Activity Introduction

Quick summary: In this activity children explore some of the different types of seed that we eat. Children begin by looking at a range of dried seeds, comparing their size, colour, texture, and shape. Younger children then make maracas using some dried seeds and milk/juice bottle lids. Older children can make maracas or use the seeds in other craft projects, including making mosaics. This activity is designed to help connect children to the wonders of the natural world through sensory and play-based learning.

This activity has been developed in partnership with    ACT_FOR_BEES_Inline_Ident_CMYK

 

EYLF Learning Outcome

Elaborations

Outcome 2: Children are connected with and contribute to their world

4. Children become socially responsible and show respect for the environment

Outcome 4: Children are involved and confident learners

1. Children develop dispositions for learning such as curiosity, cooperation, confidence, creativity, commitment, enthusiasm, persistence, imagination and reflexivity

2. Children develop a range of skills and processes such as problem solving, enquiry, experimentation, hypothesising, researching and investigating

4. Children resource their own learning through connecting with people, place, technologies, and natural and processed materials

Outcome 5: Children are effective communicators

1. Children interact verbally and non verbally with others for a range of purposes

 

Unit of work: Love Food? Love Seeds! – Early Learning

Resources required:

Ages 0 – 2 – 

  • Collect a range of dried seeds, such as rice (white, brown and/or black), wheat, barley, lentils, chickpeas, beans, poppy, sunflower, pumpkin (pepitas), sesame, chia, quinoa, corn. Place the different types of seeds in plastic tubs or clear plastic zip-lock bags and seal with sticky tape (by placing seeds into bags, children will be able to feel the seeds, however, if you think little fingers might be able to poke through the bags then place seeds into plastic tubs). If you find that your supermarket has a limited range of seeds, consider visiting a health food or produce store.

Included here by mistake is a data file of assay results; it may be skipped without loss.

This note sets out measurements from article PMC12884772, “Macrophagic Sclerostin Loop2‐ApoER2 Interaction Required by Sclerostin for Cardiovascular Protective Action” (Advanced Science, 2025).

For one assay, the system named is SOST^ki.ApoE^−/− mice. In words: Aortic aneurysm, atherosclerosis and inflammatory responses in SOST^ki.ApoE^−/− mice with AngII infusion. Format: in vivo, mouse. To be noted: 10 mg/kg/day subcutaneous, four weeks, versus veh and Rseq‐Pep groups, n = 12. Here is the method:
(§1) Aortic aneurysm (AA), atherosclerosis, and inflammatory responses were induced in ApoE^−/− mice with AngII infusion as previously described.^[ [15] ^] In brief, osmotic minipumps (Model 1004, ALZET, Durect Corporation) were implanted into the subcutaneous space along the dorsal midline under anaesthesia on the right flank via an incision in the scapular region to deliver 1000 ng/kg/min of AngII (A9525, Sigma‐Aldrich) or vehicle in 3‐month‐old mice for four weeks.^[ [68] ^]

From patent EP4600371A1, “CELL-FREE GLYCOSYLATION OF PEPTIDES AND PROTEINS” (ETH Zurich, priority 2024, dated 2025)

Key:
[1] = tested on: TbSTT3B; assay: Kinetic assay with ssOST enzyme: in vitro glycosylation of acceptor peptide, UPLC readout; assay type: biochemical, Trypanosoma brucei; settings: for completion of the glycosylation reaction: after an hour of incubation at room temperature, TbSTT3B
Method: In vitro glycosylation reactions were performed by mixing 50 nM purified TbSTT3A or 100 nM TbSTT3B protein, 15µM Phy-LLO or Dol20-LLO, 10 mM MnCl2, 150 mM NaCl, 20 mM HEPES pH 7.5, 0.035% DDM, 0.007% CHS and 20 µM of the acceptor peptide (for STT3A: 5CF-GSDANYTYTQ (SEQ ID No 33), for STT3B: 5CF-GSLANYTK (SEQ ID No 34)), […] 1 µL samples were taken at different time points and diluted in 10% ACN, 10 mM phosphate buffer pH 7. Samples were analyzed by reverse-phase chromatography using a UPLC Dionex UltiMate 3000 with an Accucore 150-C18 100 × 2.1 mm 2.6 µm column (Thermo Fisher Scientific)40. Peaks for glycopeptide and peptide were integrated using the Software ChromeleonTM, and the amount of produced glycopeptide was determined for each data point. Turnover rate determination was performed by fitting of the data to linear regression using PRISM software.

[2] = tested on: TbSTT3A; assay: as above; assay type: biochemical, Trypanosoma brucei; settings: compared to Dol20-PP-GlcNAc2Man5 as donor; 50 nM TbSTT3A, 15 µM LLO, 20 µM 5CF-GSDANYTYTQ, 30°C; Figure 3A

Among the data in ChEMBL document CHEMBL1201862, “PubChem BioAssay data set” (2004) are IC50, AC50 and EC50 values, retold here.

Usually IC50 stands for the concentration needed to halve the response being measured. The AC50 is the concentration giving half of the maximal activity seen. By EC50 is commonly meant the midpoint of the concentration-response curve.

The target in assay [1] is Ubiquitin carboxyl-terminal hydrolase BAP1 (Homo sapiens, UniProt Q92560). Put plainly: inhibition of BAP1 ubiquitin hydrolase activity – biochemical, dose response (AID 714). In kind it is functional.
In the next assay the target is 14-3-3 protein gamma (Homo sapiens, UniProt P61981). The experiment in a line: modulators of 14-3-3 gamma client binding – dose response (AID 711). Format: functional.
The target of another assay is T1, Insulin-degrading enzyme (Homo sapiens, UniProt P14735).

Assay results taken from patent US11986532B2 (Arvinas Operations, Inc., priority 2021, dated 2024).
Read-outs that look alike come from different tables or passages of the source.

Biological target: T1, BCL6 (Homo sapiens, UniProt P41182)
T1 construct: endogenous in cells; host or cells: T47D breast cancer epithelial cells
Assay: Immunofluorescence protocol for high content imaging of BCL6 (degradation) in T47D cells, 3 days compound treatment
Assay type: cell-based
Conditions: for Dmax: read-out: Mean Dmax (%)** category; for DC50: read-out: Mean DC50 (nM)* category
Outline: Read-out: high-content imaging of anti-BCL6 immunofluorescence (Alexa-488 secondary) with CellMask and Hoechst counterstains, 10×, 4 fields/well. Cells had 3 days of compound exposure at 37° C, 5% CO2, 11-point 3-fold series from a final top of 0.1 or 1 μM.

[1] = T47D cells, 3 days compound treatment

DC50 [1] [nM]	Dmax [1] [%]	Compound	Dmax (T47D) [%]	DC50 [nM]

• To make seed maracas you will need:
    • Dried seeds
    • Two milk/juice bottle lids of the same size for each child
    • Masking tape
    • Ice cream sticks (optional)
    • Seed maracas instructions (optional)
    •  Tape and marker pens to decorate (optional)
  • Optional: Print the Nut Flashcards and stick the provocations to the back of each corresponding image.

Ages 3 to 5 – 

  • Collect a range of dried seeds, such as rice (white, brown and/or black), wheat, barley, lentils, chickpeas, beans, poppy, sunflower, pumpkin (pepitas), sesame, chia, quinoa, corn. If required, place the different types of seeds in plastic tubs or clear plastic zip-lock bags and seal with sticky tape (by placing seeds into bags, children will be able to feel the seeds, however, if you think little fingers might be able to poke through the bags then place seeds into plastic tubs). If you find that your supermarket has a limited range of seeds, consider visiting a health food or produce store. 
  • Seed crafts:
    • Maracas – Dried seeds, two milk/juice bottle lids of the same size for each child, masking tape, ice cream sticks (optional), Seed maracas instructions (optional), and tape and marker pens to decorate (optional).
    • Mosaics or mandalas – Dried seeds, glue and paper (or use this template to stick seeds to).
  • Optional: Print the Nut Flashcards and stick the provocations to the back of each corresponding image.

Cool Australia would like to acknowledge the support of the Seedlings Early Years Education for Sustainability (EYEfS) program.

Worksheets

Teacher Worksheet

Background information

Learning goals: The aim of this activity is to get children thinking about the diversity of seeds in our world. Children compare and contrast a range of different dried seeds, and then use seeds in craft projects.

Teacher content information: Bees first appeared on Earth at least 80 million years ago. The ancestors of modern bee species lived alongside the dinosaurs - a time when giant pines, cedars, tree ferns and cycads were the main plants and the air swarmed with primitive insects, including oversized dragonflies and giant butterflies. During this time, the first flowering plants (angiosperms) appeared and a more effective way of pollination was needed, other than simply relying on the wind. The challenge was how to increase the chances of pollination and reproduction to ensure the success of future generations. The solution was to attract insects to assist with pollination. Over time flowers evolved a range of advertisements to attract pollinators, includi

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